In this post, we will discuss how to calculate the resultant of two vectors easily. The resultant of two vectors can be done in different methods like (1) Using the Triangle Law, (2) Using the Law of Parallelogram, and (3) using Rectangular Components & Pythagoras Theorem. Among these three methods, the third one is quite handy to solve vector numerical problems.
In fact, this method of using rectangular components of vectors and then finding out the net resultant using the Pythagoras formula is good enough to find out the resultant of more than 2 vectors as well with equal ease.
In our Vector class notes, we have discussed the first two methods in detail. But in this post, we will focus on the smart method of Rectangular Components & Pythagoras theorem to find out the resultant of two vectors easily.
How to use Rectangular Components & Pythagoras theorem to find out the resultant of vectors?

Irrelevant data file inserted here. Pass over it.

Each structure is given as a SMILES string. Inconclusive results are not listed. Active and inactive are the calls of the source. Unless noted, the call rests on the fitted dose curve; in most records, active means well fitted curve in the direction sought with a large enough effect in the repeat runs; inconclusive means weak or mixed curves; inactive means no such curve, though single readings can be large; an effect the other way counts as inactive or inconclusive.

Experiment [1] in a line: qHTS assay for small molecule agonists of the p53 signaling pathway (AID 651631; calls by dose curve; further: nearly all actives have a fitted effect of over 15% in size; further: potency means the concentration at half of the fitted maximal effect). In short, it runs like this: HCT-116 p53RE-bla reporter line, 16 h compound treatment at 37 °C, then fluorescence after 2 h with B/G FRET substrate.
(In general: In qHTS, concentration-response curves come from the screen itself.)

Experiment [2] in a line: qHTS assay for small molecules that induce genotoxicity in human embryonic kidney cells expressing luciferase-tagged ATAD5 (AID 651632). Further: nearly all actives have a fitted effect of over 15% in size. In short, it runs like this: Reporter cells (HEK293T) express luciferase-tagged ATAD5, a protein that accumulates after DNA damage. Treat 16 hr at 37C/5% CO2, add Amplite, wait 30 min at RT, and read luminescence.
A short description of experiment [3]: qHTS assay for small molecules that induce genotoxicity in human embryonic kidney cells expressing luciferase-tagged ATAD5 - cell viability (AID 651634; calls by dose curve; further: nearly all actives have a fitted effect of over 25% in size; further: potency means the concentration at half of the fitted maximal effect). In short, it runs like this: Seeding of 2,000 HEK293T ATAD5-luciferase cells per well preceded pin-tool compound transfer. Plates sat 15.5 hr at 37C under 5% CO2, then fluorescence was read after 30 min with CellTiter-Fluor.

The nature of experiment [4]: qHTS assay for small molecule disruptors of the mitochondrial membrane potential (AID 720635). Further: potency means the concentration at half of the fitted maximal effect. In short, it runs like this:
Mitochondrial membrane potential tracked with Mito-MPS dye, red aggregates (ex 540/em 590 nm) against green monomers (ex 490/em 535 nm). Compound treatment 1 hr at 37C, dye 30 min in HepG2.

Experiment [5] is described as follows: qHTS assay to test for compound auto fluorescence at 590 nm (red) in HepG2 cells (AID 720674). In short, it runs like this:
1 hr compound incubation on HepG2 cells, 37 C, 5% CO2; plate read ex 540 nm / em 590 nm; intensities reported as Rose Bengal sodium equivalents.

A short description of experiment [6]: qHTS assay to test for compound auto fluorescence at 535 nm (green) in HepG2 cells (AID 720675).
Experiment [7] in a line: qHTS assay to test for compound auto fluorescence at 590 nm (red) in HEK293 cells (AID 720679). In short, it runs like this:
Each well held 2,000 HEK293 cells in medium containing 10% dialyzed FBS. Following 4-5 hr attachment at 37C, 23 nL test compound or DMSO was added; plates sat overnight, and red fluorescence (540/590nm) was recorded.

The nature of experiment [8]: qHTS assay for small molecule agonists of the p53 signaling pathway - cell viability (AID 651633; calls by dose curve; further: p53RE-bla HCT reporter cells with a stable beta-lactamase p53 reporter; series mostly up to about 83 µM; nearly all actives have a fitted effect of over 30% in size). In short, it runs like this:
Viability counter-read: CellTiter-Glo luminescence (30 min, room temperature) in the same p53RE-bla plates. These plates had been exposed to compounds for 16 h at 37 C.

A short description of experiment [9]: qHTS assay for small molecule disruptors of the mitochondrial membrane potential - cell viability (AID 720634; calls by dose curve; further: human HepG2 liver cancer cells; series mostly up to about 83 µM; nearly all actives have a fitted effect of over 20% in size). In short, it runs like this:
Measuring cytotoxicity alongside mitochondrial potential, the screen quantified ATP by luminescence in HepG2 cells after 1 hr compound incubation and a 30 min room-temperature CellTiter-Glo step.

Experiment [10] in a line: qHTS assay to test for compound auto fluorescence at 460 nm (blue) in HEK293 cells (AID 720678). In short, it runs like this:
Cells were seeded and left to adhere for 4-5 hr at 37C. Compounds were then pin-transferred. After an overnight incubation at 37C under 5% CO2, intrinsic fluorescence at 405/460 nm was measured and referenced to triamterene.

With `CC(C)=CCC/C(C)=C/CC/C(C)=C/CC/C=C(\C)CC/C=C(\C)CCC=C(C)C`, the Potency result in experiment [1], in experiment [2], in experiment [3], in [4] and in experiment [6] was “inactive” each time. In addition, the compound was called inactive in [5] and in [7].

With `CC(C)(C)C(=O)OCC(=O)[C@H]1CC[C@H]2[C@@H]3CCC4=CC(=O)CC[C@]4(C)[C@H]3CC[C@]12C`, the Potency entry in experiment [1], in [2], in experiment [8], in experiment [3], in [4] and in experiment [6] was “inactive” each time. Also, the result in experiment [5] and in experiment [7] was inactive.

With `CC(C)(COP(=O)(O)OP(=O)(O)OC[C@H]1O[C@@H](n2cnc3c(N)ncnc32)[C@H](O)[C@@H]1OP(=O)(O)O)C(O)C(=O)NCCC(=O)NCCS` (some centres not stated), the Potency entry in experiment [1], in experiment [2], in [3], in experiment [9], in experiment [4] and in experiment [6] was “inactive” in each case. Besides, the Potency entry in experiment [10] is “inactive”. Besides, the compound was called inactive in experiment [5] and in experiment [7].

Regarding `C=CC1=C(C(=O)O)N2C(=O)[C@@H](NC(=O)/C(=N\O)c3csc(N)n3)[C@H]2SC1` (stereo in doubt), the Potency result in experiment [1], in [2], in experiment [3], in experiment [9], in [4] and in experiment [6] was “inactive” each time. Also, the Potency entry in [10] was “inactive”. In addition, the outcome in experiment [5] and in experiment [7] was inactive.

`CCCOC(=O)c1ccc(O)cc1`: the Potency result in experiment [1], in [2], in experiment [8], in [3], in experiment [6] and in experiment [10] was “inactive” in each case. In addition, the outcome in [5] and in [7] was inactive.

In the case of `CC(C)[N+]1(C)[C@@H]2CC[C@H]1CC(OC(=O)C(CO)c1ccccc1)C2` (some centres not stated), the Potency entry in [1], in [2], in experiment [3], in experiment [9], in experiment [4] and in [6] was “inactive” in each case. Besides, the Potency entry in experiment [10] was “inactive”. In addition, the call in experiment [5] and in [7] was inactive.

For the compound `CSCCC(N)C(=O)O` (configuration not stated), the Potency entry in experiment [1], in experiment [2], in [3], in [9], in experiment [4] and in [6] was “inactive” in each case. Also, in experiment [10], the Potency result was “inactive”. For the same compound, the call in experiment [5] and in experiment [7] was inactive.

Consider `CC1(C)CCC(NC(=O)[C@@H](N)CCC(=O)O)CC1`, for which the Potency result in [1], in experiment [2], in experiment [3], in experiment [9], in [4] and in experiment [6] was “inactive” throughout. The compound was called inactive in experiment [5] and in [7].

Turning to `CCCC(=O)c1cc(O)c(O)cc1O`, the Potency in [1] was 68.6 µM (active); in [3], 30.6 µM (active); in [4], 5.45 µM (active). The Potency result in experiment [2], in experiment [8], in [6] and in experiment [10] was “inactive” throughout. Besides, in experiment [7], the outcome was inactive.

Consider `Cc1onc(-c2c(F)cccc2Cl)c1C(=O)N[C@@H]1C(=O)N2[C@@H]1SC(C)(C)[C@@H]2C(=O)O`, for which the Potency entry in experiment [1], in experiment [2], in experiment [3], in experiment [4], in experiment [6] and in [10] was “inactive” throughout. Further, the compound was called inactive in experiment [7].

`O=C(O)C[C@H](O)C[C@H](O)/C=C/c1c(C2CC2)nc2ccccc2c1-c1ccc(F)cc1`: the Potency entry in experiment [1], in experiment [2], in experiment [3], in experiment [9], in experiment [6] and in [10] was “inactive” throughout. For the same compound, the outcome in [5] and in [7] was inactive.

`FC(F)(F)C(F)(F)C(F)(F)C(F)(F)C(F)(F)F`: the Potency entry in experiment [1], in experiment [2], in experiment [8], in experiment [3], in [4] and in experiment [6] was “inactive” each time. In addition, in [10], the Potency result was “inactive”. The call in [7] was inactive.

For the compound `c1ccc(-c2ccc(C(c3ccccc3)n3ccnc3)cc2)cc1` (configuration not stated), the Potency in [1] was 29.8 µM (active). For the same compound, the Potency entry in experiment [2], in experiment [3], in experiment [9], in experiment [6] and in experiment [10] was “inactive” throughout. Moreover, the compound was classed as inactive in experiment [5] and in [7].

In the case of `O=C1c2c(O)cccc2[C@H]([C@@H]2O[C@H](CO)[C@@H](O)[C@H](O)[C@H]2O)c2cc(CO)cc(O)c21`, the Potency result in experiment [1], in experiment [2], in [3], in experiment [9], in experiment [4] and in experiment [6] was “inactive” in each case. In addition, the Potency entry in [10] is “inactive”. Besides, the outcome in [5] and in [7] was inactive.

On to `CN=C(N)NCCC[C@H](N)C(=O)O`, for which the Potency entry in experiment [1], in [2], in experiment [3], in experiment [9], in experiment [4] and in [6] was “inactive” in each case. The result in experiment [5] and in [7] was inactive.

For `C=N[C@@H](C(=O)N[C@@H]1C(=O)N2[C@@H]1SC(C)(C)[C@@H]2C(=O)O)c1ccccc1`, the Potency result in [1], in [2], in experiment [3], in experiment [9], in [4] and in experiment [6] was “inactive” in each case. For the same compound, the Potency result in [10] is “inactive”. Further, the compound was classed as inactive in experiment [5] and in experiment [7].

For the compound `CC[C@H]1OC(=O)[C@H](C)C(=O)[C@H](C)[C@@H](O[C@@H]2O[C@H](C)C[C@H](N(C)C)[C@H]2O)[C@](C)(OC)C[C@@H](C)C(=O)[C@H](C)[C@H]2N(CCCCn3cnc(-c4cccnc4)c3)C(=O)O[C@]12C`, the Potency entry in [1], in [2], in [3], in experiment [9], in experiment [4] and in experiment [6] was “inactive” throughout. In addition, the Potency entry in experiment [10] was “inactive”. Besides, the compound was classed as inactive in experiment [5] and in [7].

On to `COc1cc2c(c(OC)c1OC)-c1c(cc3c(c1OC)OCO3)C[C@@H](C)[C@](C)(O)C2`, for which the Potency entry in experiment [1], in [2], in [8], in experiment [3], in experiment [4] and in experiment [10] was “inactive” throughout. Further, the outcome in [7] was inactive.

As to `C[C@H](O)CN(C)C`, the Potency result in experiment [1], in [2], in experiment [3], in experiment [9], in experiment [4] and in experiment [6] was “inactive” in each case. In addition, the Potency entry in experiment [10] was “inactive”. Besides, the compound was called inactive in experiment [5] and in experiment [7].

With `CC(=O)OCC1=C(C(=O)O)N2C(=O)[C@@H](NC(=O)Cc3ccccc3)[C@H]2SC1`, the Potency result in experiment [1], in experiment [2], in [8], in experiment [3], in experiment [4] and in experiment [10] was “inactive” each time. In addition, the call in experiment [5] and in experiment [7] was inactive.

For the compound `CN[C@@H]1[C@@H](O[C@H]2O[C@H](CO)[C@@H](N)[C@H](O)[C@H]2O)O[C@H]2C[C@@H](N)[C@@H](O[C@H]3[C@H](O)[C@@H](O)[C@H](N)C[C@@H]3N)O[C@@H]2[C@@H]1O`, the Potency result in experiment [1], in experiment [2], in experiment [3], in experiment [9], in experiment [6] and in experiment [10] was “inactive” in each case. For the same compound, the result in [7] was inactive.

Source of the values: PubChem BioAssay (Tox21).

We will use an example in the form of a numerical problem and solve it step by step to understand this method of Rectangular Components.
Rectangular components are nothing but the net horizontal component and the net vertical component of all the vectors being added. We get these by Vector resolution. As you get these two components you have to use the Pythagoras theorem to find out the magnitude of the resultant vector or the vector sum of all the vectors being added.
Problem statement: Calculate the magnitude and direction of the resultant of this combination of vectors.
As one of the forces acts only in the horizontal direction, it is straightforward to deal with.
A possible solution here is to take the 40 N vector and split it into horizontal and vertical components. We then combine both the horizontal vectors to give the total horizontal component.
This is combined with the vertical component to give the resultant.
The resultant can be calculated using Pythagoras:
The angle can be calculated using simple trigonometry:
Therefore θ = 8.9°
Thus by using Rectangular Components & Pythagoras theorem, we can easily find out the resultant vector (both magnitude and direction) of two or more vectors easily.